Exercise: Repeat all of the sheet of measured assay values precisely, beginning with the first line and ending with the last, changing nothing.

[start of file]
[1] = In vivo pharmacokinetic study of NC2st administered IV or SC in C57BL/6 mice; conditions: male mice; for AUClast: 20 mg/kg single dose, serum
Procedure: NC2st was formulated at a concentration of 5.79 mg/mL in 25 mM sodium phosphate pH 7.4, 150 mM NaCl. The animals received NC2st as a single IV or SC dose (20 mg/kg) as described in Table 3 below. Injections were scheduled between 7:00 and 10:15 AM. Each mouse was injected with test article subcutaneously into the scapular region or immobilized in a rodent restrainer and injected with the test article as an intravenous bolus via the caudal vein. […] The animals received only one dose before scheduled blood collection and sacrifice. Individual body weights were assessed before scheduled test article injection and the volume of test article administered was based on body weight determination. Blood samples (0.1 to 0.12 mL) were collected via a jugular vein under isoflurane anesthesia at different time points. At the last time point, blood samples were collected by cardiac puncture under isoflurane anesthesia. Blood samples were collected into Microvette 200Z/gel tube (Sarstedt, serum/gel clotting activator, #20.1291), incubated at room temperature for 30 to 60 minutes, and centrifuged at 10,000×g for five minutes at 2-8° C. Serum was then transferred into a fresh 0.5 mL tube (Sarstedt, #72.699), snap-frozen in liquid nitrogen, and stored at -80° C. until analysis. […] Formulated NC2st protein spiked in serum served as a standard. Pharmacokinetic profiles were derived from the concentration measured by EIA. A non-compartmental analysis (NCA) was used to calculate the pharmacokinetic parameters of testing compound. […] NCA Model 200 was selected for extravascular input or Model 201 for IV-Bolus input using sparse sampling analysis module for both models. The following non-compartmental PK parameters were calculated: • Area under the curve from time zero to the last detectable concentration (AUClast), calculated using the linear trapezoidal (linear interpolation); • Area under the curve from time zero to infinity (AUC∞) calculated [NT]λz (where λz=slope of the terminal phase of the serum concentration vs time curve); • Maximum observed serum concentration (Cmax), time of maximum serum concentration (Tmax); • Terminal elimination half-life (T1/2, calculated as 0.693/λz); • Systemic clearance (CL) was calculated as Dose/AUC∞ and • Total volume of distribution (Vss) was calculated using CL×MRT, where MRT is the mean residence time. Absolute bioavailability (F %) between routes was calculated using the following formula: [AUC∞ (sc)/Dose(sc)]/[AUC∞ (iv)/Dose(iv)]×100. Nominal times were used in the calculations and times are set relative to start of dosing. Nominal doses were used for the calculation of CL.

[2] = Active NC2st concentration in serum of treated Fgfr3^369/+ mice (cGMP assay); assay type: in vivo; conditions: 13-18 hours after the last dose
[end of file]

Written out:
[1] = In vivo pharmacokinetic study of NC2st administered IV or SC in C57BL/6 mice; conditions: male mice; for AUClast: 20 mg/kg single dose, serum
Procedure: NC2st was formulated at a concentration of 5.79 mg/mL in 25 mM sodium phosphate pH 7.4, 150 mM NaCl. The animals received NC2st as a single IV or SC dose (20 mg/kg) as described in Table 3 below. Injections were scheduled between 7:00 and 10:15 AM. Each mouse was injected with test article subcutaneously into the scapular region or immobilized in a rodent restrainer and injected with the test article as an intravenous bolus via the caudal vein. […] The animals received only one dose before scheduled blood collection and sacrifice. Individual body weights were assessed before scheduled test article injection and the volume of test article administered was based on body weight determination. Blood samples (0.1 to 0.12 mL) were collected via a jugular vein under isoflurane anesthesia at different time points. At the last time point, blood samples were collected by cardiac puncture under isoflurane anesthesia. Blood samples were collected into Microvette 200Z/gel tube (Sarstedt, serum/gel clotting activator, #20.1291), incubated at room temperature for 30 to 60 minutes, and centrifuged at 10,000×g for five minutes at 2-8° C. Serum was then transferred into a fresh 0.5 mL tube (Sarstedt, #72.699), snap-frozen in liquid nitrogen, and stored at -80° C. until analysis. […] Formulated NC2st protein spiked in serum served as a standard. Pharmacokinetic profiles were derived from the concentration measured by EIA. A non-compartmental analysis (NCA) was used to calculate the pharmacokinetic parameters of testing compound. […] NCA Model 200 was selected for extravascular input or Model 201 for IV-Bolus input using sparse sampling analysis module for both models. The following non-compartmental PK parameters were calculated: • Area under the curve from time zero to the last detectable concentration (AUClast), calculated using the linear trapezoidal (linear interpolation); • Area under the curve from time zero to infinity (AUC∞) calculated [NT]λz (where λz=slope of the terminal phase of the serum concentration vs time curve); • Maximum observed serum concentration (Cmax), time of maximum serum concentration (Tmax); • Terminal elimination half-life (T1/2, calculated as 0.693/λz); • Systemic clearance (CL) was calculated as Dose/AUC∞ and • Total volume of distribution (Vss) was calculated using CL×MRT, where MRT is the mean residence time. Absolute bioavailability (F %) between routes was calculated using the following formula: [AUC∞ (sc)/Dose(sc)]/[AUC∞ (iv)/Dose(iv)]×100. Nominal times were used in the calculations and times are set relative to start of dosing. Nominal doses were used for the calculation of CL.

[2] = Active NC2st concentration in serum of treated Fgfr3^369/+ mice (cGMP assay); assay type: in vivo; conditions: 13-18 hours after the last dose